Chemists working at the University of Cambridge in the UK have discovered a new dicopper complex capable of forming diverse supramolecular structures.
The creation of supramolecular structures for a wide variety of uses has been something that chemists have pursued for years and, as such, new methods to access these structures are constantly sought. Jonathan Nitschke and colleagues are prominent figures in this field and have just reported a new copper complex that self assembles into larger architectures.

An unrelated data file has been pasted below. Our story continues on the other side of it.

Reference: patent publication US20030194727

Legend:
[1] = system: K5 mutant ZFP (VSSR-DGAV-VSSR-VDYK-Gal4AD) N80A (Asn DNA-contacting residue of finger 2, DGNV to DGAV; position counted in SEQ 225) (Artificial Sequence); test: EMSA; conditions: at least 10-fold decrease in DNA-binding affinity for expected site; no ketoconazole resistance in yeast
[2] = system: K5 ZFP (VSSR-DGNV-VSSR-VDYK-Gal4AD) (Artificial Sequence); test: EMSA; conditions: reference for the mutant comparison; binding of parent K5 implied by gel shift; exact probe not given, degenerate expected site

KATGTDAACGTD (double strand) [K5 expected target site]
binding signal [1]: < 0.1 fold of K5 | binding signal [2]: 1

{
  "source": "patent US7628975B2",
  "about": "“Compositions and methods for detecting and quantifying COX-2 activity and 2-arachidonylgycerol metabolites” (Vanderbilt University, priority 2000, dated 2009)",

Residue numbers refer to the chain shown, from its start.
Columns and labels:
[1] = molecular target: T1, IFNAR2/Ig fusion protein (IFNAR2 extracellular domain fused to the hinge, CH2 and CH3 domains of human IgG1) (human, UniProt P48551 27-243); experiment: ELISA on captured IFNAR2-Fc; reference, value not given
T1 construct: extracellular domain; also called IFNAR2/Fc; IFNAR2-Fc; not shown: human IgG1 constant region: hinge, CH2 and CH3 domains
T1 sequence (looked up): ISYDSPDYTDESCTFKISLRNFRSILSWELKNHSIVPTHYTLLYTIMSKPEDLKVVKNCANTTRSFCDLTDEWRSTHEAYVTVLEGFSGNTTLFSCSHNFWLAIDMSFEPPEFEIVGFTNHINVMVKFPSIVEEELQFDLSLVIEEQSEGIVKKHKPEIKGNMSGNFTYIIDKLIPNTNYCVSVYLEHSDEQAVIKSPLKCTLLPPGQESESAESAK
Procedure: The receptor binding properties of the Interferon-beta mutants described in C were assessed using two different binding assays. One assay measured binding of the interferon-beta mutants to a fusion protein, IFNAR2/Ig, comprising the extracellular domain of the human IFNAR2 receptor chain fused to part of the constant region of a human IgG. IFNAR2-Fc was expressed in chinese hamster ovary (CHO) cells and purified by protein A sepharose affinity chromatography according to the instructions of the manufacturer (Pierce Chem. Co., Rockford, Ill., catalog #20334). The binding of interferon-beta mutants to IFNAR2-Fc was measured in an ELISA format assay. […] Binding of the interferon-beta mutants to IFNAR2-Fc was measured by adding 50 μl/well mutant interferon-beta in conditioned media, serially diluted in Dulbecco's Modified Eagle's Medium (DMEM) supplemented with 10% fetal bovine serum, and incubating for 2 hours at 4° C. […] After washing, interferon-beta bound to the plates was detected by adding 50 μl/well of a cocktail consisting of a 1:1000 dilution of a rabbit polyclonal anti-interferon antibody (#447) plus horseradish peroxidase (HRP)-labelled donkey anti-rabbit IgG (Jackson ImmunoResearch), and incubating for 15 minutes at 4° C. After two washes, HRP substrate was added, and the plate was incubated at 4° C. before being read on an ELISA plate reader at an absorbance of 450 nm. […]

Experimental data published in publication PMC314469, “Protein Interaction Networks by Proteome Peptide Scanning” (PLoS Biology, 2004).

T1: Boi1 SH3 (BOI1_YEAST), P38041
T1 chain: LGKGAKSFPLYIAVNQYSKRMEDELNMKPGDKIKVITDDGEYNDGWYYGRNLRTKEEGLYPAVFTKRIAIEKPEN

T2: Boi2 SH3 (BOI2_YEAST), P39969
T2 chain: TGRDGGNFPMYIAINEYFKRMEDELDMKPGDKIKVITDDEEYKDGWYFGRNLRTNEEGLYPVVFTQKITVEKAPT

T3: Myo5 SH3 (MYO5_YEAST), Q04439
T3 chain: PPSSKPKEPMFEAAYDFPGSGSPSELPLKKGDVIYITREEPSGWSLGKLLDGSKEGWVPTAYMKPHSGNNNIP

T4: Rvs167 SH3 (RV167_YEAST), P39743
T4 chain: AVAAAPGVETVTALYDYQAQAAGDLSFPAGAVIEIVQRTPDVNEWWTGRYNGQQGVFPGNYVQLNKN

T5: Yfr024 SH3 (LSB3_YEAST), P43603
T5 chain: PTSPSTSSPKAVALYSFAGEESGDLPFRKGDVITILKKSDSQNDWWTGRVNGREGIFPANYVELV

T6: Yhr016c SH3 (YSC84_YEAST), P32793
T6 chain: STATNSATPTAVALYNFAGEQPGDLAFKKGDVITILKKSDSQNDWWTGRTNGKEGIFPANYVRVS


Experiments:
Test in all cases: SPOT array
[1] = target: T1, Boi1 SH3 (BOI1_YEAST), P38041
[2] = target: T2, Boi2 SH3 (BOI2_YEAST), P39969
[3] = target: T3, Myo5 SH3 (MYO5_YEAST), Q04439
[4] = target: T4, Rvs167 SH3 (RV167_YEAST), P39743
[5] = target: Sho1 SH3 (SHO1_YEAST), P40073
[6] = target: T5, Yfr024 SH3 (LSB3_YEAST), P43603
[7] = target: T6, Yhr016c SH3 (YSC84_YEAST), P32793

The team first assembled the copper complex and then showed they could modified it at two points. This is done either by substitution of solvent molecules with ligands capable of linking multiple complexes or by modifying the imine bonds. Using both these approaches and varying the ligands, it was possible to achieve the templated synthesis of 26- and 52-membered macrocycles. More complex assemblies that utilise this approach are currently being investigated.
Selective anion binding by a “Chameleon” capsule with a dynamically reconfigurable exterior
Yana R. Hristova, Maarten M. J. Smulders, Jack K. Clegg, Boris Breiner and Jonathan R. Nitschke
Chem. Sci., 2011, 2, 638-641
DOI: 10.1039/C0SC00495B, Edge Article